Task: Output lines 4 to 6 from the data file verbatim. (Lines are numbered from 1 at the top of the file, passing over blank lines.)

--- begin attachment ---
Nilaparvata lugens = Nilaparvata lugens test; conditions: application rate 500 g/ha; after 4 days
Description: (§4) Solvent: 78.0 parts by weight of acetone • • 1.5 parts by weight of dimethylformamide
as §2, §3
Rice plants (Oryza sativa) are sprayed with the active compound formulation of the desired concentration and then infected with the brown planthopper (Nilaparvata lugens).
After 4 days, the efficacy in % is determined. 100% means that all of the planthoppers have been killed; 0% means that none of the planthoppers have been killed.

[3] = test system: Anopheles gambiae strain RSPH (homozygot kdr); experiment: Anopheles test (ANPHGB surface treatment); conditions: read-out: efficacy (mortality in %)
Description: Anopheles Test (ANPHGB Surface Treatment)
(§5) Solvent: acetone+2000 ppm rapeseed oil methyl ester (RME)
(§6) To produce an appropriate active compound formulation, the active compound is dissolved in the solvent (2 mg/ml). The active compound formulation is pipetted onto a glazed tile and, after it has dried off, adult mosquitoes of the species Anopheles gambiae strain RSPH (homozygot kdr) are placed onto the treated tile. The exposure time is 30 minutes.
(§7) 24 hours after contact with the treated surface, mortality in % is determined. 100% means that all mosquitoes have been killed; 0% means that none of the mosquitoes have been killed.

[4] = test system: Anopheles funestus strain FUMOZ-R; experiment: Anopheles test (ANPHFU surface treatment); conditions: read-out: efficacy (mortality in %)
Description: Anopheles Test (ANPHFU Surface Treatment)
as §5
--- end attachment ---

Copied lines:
Rice plants (Oryza sativa) are sprayed with the active compound formulation of the desired concentration and then infected with the brown planthopper (Nilaparvata lugens).
After 4 days, the efficacy in % is determined. 100% means that all of the planthoppers have been killed; 0% means that none of the planthoppers have been killed.

[3] = test system: Anopheles gambiae strain RSPH (homozygot kdr); experiment: Anopheles test (ANPHGB surface treatment); conditions: read-out: efficacy (mortality in %)